Seven Simple Tips for a More Natural Smile

A smile can make or break your portrait. While shooting the person who is forcing a fake smile, it can be obvious in a lot of people who aren't used to "smiling for the camera" and ruin the shot, while a genuine natural smile can make your photo that much better. So how do you get your subject to give you a better, more natural smile?

To get a great smile from your subject, a great connection with the subject helps a lot. In some cases, you are not able to build a connection before the shoot. Not all of us are great at getting our subjects to smile naturally in front of the camera, so Mathieu Stern is sharing seven simple tips to get your subject to smile more naturally for a much better photo rather than having a fake, cheesy smile.

Speaking of cheesy, one of the tips is to not use the word cheese to smile. This is a bad habit for some of us, growing us I have always heard “say cheese” before taking a photo so it’s engraved in my mind as a way to get others which doesn’t work very well. Instead, have them say “money” instead. Sometimes during the shoot, your subjects could get nervous if they aren’t used to being in front of a camera, having them try different methods to relax is a great way to have a more natural smile. Check out the video for the complete list of tips.

What are some tips you use to get a more natural smile from your subject?

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10 Comments

Ask the photographer to tell a joke??? If I could tell jokes and that would be guaranteed to make people laugh, then I wouldn't be a photographer! I would be on stage making a fortune. That one is silly. Also, the best expressions are as the smile is leaving the face (generally) not the big laugh.

John

I didn't read the article but...not a formal joke. Just joke around. Peter Hurley has some good ideas around that and, yeah, you're right. get the expression after the big laugh. Sometimes, and this depends on the subject, I'll look at the LCD and say, "Damn, I'm good!" Something like that.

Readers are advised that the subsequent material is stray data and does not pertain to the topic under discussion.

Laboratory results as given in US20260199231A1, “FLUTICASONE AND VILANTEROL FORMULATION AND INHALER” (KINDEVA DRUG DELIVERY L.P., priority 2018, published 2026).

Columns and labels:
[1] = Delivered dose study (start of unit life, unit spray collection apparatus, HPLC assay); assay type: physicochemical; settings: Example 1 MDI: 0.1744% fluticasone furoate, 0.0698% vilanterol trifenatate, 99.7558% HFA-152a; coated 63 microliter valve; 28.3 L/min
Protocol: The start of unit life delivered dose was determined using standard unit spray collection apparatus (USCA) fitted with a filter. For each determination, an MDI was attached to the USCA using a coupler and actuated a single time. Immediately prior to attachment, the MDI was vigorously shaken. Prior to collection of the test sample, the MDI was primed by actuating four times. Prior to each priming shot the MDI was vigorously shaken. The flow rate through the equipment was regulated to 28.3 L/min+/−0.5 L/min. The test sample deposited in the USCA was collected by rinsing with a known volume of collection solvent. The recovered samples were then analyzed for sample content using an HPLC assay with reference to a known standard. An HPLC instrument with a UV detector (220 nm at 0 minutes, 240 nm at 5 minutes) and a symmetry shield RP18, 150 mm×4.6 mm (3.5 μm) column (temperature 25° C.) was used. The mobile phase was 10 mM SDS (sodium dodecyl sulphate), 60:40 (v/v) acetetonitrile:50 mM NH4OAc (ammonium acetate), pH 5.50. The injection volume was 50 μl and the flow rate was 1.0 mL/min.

If the client asks for a joke, you tell it.... and...silence with crickets in the background...you better have some backup plans. One joke is funny to one group and has no effect to someone else.

A man walks into a bar. 'Ouch' It was an iron bar... You really want me to tell jokes?

For some jokes work, but yes Peter Hurley is a great reference in talking with clients and saying weird things or jokes to get a natural reaction, but not everyone can pull that one off. The other 6 tips still can help.

William Howell's picture

That is so simple, just say money! When Julie Andrews said money, I smiled, that is just a good, no, very good tip.
They all were really. That is my problem, probably is for a lot people, getting someone to smile genuinely.

Kirk Darling's picture

Food. Get them talking about their favorite foods.

Scott Mason's picture

Ugh, the dreaded "forced smile". Some subjects simply can't produce a natural smile, and it can be very frustrating and obvious. Putting them on the spot seems to only make the forced expression worse, so a laugh is often the go-to.

I know the issue all too well, and while I haven't perfected a "smile system", one of my best tips is in regards to timing is this: if someone laughs or smiles big, the very moment they smile or laugh isn't the optimal one. Instead, I wait just one second and then snap a couple of shots. The most natural-looking part of a laugh or smile is right after it begins, when their face is still forming the expression but it it isn't contorted and their mouth isn't wide open anymore. If you snap away during the whole laugh process (start to end), you'll see the progression that I'm talking about.

Thanks for the great advice!